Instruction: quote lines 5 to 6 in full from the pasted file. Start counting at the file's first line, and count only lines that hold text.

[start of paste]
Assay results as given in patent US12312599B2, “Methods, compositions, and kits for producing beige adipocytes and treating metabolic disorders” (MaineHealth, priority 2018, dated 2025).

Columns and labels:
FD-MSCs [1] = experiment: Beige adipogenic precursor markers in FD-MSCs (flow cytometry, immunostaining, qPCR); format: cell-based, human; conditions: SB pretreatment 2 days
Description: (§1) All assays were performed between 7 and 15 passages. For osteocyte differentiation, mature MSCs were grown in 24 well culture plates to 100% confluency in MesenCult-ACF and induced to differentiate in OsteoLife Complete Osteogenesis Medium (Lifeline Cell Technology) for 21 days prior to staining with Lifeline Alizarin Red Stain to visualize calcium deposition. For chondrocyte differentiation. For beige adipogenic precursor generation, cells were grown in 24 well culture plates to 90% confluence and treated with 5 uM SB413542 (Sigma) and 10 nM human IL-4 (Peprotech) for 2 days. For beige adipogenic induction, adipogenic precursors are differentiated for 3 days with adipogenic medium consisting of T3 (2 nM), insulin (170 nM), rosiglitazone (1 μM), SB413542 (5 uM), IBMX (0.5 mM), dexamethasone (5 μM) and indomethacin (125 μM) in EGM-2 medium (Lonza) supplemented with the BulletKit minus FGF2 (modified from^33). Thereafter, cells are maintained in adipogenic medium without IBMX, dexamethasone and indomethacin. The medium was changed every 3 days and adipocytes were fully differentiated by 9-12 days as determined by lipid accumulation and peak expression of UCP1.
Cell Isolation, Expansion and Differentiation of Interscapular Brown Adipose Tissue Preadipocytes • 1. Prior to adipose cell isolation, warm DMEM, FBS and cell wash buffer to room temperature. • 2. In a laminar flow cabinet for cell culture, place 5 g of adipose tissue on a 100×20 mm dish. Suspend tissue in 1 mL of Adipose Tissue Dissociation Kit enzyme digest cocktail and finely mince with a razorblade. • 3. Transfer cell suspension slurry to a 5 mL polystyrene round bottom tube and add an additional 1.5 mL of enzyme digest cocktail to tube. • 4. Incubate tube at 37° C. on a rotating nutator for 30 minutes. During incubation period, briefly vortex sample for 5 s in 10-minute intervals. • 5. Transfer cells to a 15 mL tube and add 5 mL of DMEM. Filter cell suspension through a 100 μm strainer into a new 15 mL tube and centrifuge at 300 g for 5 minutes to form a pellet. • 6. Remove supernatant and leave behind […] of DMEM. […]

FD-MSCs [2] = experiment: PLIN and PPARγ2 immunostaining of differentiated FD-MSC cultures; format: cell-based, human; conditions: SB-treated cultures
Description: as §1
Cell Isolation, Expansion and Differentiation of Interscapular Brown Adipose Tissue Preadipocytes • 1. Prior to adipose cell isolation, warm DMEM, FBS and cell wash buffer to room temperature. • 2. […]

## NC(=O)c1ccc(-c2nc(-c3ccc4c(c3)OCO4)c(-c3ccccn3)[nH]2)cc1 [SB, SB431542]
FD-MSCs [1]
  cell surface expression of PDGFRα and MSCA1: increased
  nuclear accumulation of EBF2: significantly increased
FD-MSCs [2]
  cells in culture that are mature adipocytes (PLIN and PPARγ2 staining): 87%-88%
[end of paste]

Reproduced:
Cell Isolation, Expansion and Differentiation of Interscapular Brown Adipose Tissue Preadipocytes • 1. Prior to adipose cell isolation, warm DMEM, FBS and cell wash buffer to room temperature. • 2. In a laminar flow cabinet for cell culture, place 5 g of adipose tissue on a 100×20 mm dish. Suspend tissue in 1 mL of Adipose Tissue Dissociation Kit enzyme digest cocktail and finely mince with a razorblade. • 3. Transfer cell suspension slurry to a 5 mL polystyrene round bottom tube and add an additional 1.5 mL of enzyme digest cocktail to tube. • 4. Incubate tube at 37° C. on a rotating nutator for 30 minutes. During incubation period, briefly vortex sample for 5 s in 10-minute intervals. • 5. Transfer cells to a 15 mL tube and add 5 mL of DMEM. Filter cell suspension through a 100 μm strainer into a new 15 mL tube and centrifuge at 300 g for 5 minutes to form a pellet. • 6. Remove supernatant and leave behind […] of DMEM. […]

FD-MSCs [2] = experiment: PLIN and PPARγ2 immunostaining of differentiated FD-MSC cultures; format: cell-based, human; conditions: SB-treated cultures